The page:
Here’s a wonderful essay he wrote about the experience. In this passage, he uses a cane for the first time:
The sun’s hard glare met the pavement as I walked down 40th Street. The cane felt good in my hand. Blindness is a lonely world, but in that moment the future was an uninhabited planet coming into view. I felt relief that no one batted an eye. Why would they, anyway? The cane stuck in a crack on the sidewalk. This adaptation, this new skin, would take some getting used to. I reminded myself that change is rarely handled gracefully. Then the walk sign on Madison flashed and I continued west.
The World War II General George S. Patton Jr. said: Courage is fear holding on a minute longer.
Jon was devastated by going blind, but one day he got that cane and began walking with it.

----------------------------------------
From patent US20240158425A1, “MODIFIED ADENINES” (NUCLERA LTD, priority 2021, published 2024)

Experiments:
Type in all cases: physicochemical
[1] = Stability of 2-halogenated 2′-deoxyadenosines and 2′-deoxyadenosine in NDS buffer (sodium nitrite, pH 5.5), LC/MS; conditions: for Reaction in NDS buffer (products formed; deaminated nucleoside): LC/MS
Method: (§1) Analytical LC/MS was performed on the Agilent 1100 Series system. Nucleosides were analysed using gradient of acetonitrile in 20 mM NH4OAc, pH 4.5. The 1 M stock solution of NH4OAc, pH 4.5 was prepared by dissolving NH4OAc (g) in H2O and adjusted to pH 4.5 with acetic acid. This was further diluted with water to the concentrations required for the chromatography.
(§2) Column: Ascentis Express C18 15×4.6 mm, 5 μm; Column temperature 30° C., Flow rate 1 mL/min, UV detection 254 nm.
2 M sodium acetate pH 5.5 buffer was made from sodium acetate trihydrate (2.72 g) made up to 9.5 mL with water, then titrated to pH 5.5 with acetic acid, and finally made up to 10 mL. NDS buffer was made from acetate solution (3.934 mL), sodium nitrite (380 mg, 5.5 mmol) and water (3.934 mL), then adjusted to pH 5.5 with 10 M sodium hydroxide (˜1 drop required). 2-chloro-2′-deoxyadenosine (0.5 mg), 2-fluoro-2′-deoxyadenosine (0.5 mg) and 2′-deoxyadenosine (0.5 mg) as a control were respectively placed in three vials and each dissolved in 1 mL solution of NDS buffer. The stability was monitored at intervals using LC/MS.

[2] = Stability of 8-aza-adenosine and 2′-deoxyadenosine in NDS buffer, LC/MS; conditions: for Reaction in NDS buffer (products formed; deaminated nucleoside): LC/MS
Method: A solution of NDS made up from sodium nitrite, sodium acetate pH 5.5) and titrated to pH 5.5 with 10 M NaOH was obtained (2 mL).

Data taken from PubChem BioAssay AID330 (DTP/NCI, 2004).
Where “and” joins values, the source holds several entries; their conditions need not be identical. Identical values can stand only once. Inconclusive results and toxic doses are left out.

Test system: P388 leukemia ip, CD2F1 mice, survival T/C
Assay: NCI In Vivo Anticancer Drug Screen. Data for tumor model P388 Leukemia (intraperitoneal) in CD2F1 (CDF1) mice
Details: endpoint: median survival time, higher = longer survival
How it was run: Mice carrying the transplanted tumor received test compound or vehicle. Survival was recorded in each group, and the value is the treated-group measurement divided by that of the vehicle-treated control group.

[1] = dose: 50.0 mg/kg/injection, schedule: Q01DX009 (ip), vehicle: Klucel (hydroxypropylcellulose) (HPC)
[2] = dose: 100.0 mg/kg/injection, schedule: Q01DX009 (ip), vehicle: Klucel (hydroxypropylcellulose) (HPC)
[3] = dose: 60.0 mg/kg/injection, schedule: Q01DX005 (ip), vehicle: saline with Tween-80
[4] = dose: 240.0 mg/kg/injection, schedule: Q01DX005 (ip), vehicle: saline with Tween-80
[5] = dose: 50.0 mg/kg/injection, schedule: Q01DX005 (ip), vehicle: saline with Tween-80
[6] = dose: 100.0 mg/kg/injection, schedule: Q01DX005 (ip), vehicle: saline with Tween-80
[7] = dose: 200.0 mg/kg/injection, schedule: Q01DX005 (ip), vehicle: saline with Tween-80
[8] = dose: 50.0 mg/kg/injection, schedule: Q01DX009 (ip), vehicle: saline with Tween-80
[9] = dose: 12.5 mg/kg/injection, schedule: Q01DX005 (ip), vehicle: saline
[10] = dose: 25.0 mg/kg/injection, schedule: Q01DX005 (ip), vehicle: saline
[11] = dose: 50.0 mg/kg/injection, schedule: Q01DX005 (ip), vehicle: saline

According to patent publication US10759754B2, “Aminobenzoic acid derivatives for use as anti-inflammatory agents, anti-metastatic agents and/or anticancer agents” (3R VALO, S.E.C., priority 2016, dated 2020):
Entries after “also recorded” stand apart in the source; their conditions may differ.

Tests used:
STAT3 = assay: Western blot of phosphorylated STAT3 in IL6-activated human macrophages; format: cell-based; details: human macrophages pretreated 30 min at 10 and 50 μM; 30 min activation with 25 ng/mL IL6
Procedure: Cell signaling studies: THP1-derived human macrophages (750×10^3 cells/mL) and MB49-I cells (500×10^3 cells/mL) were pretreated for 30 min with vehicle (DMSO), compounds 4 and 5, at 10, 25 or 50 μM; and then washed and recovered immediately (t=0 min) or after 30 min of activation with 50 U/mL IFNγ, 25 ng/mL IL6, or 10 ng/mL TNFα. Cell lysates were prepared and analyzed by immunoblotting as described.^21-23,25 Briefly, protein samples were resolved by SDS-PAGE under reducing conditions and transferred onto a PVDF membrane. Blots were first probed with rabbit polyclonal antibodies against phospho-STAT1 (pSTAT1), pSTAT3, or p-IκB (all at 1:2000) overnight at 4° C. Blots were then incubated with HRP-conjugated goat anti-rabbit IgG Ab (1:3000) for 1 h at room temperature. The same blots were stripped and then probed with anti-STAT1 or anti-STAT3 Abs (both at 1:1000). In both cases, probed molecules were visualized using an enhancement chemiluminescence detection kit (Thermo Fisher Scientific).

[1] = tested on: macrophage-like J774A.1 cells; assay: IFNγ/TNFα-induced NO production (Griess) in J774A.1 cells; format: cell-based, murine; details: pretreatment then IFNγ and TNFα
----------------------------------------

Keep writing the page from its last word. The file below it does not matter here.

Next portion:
(A distinction is often made between courage and bravery, the latter being an innate state, the former something you muster within yourself.)
And recently an old friend of mine, Carole Healey, passed away after a long bout with cancer. When she announced on social media there was nothing left her doctors could do, people sent messages and gifts. She faced her new reality with great grace, as seen in this post about a gift:
It arrived just as I was recovering from one of the worst bouts of sickness I have ever experienced. Like the rainbow after the flood, these beautiful blossoms give me hope and made me feel so loved.
This kind of courage—fear holding on a minute longer—makes for good storytelling. See how you can use it in the things you’re writing.